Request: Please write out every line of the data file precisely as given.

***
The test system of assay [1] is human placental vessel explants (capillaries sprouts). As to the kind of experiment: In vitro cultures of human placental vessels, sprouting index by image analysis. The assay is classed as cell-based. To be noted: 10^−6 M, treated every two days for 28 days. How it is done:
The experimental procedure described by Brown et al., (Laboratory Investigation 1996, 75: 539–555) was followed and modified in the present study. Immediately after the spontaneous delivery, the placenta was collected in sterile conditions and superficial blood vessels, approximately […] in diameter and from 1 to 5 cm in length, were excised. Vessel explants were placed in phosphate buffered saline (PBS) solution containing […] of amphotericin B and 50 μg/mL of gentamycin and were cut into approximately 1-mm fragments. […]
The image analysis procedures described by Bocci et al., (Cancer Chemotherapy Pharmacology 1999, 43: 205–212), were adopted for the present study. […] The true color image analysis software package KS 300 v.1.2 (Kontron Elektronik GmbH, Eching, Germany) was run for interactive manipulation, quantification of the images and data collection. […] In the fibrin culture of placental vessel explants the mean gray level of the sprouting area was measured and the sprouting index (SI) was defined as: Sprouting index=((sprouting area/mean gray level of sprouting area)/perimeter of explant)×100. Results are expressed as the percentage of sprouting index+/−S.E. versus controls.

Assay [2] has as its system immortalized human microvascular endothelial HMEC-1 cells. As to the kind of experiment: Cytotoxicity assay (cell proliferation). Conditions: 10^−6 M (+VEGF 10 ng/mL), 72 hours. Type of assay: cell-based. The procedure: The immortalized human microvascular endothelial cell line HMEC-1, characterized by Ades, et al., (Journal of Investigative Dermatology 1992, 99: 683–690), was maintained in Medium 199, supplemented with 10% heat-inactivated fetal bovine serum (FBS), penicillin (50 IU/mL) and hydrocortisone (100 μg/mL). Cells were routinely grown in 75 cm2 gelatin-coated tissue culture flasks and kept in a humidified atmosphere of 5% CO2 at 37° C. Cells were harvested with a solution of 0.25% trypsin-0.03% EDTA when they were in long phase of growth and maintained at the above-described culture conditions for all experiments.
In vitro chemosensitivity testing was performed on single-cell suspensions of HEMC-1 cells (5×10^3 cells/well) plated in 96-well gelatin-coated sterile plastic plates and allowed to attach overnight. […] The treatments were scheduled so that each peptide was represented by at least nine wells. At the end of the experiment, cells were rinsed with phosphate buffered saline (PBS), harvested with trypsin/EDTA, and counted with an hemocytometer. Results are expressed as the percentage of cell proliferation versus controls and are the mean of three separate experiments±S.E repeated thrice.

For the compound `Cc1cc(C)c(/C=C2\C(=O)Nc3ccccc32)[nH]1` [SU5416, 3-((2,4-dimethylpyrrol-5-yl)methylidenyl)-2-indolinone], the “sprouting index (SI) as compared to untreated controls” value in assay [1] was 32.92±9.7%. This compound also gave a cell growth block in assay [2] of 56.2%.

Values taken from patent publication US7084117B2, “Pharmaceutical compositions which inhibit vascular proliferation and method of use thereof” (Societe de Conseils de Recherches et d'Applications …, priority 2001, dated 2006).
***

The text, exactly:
The test system of assay [1] is human placental vessel explants (capillaries sprouts). As to the kind of experiment: In vitro cultures of human placental vessels, sprouting index by image analysis. The assay is classed as cell-based. To be noted: 10^−6 M, treated every two days for 28 days. How it is done:
The experimental procedure described by Brown et al., (Laboratory Investigation 1996, 75: 539–555) was followed and modified in the present study. Immediately after the spontaneous delivery, the placenta was collected in sterile conditions and superficial blood vessels, approximately […] in diameter and from 1 to 5 cm in length, were excised. Vessel explants were placed in phosphate buffered saline (PBS) solution containing […] of amphotericin B and 50 μg/mL of gentamycin and were cut into approximately 1-mm fragments. […]
The image analysis procedures described by Bocci et al., (Cancer Chemotherapy Pharmacology 1999, 43: 205–212), were adopted for the present study. […] The true color image analysis software package KS 300 v.1.2 (Kontron Elektronik GmbH, Eching, Germany) was run for interactive manipulation, quantification of the images and data collection. […] In the fibrin culture of placental vessel explants the mean gray level of the sprouting area was measured and the sprouting index (SI) was defined as: Sprouting index=((sprouting area/mean gray level of sprouting area)/perimeter of explant)×100. Results are expressed as the percentage of sprouting index+/−S.E. versus controls.

Assay [2] has as its system immortalized human microvascular endothelial HMEC-1 cells. As to the kind of experiment: Cytotoxicity assay (cell proliferation). Conditions: 10^−6 M (+VEGF 10 ng/mL), 72 hours. Type of assay: cell-based. The procedure: The immortalized human microvascular endothelial cell line HMEC-1, characterized by Ades, et al., (Journal of Investigative Dermatology 1992, 99: 683–690), was maintained in Medium 199, supplemented with 10% heat-inactivated fetal bovine serum (FBS), penicillin (50 IU/mL) and hydrocortisone (100 μg/mL). Cells were routinely grown in 75 cm2 gelatin-coated tissue culture flasks and kept in a humidified atmosphere of 5% CO2 at 37° C. Cells were harvested with a solution of 0.25% trypsin-0.03% EDTA when they were in long phase of growth and maintained at the above-described culture conditions for all experiments.
In vitro chemosensitivity testing was performed on single-cell suspensions of HEMC-1 cells (5×10^3 cells/well) plated in 96-well gelatin-coated sterile plastic plates and allowed to attach overnight. […] The treatments were scheduled so that each peptide was represented by at least nine wells. At the end of the experiment, cells were rinsed with phosphate buffered saline (PBS), harvested with trypsin/EDTA, and counted with an hemocytometer. Results are expressed as the percentage of cell proliferation versus controls and are the mean of three separate experiments±S.E repeated thrice.

For the compound `Cc1cc(C)c(/C=C2\C(=O)Nc3ccccc32)[nH]1` [SU5416, 3-((2,4-dimethylpyrrol-5-yl)methylidenyl)-2-indolinone], the “sprouting index (SI) as compared to untreated controls” value in assay [1] was 32.92±9.7%. This compound also gave a cell growth block in assay [2] of 56.2%.

Values taken from patent publication US7084117B2, “Pharmaceutical compositions which inhibit vascular proliferation and method of use thereof” (Societe de Conseils de Recherches et d'Applications …, priority 2001, dated 2006).